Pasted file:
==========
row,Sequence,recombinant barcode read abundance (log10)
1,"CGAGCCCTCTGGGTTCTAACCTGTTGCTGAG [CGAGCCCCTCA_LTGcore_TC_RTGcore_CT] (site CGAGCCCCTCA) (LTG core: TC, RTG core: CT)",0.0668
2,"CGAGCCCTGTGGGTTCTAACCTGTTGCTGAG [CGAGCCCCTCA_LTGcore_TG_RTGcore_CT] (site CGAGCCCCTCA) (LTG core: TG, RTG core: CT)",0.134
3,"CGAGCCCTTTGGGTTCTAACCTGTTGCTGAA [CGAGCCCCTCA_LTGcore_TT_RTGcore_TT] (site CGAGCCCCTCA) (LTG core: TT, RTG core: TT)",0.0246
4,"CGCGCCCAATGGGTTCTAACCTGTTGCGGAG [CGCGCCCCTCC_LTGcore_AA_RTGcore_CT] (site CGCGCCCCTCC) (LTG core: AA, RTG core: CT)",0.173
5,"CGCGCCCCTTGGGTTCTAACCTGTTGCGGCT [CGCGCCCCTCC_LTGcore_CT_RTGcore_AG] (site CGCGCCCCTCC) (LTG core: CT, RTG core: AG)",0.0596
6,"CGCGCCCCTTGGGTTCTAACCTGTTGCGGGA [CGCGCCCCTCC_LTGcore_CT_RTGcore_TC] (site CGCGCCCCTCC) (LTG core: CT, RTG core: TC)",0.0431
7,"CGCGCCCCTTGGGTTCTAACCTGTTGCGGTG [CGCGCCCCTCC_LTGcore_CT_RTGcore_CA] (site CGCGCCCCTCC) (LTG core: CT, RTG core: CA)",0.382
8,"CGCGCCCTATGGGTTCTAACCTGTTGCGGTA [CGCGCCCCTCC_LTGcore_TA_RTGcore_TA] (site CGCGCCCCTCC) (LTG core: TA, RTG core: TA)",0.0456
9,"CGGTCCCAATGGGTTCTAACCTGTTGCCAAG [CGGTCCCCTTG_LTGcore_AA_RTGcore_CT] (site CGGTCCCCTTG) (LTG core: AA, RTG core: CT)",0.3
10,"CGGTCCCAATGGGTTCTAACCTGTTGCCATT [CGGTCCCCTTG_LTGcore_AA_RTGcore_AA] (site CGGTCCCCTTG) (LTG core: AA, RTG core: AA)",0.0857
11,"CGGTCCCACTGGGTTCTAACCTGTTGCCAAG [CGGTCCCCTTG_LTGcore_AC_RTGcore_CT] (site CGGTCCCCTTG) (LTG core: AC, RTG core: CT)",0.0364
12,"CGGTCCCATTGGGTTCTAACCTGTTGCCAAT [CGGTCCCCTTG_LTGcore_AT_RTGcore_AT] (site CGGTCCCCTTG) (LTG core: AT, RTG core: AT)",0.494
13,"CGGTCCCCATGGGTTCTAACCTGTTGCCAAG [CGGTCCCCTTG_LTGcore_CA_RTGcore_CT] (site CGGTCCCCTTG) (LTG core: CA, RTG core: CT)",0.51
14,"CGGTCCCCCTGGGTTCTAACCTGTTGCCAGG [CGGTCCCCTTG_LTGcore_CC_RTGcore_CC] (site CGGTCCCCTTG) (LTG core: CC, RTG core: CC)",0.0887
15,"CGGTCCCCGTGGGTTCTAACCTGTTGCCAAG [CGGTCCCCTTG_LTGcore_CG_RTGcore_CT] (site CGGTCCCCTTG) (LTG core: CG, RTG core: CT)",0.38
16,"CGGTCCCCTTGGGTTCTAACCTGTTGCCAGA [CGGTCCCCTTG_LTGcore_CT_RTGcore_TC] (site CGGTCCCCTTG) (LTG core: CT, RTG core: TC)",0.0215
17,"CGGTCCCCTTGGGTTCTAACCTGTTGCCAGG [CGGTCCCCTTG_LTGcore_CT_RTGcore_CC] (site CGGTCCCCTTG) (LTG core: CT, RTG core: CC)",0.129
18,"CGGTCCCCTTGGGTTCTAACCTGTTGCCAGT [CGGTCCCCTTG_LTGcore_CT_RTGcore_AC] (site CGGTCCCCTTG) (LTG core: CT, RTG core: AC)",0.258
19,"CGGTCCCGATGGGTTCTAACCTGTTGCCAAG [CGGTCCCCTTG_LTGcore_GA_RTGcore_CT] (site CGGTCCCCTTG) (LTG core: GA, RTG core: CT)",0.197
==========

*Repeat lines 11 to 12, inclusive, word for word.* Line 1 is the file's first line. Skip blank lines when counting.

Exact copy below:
10,"CGGTCCCAATGGGTTCTAACCTGTTGCCATT [CGGTCCCCTTG_LTGcore_AA_RTGcore_AA] (site CGGTCCCCTTG) (LTG core: AA, RTG core: AA)",0.0857
11,"CGGTCCCACTGGGTTCTAACCTGTTGCCAAG [CGGTCCCCTTG_LTGcore_AC_RTGcore_CT] (site CGGTCCCCTTG) (LTG core: AC, RTG core: CT)",0.0364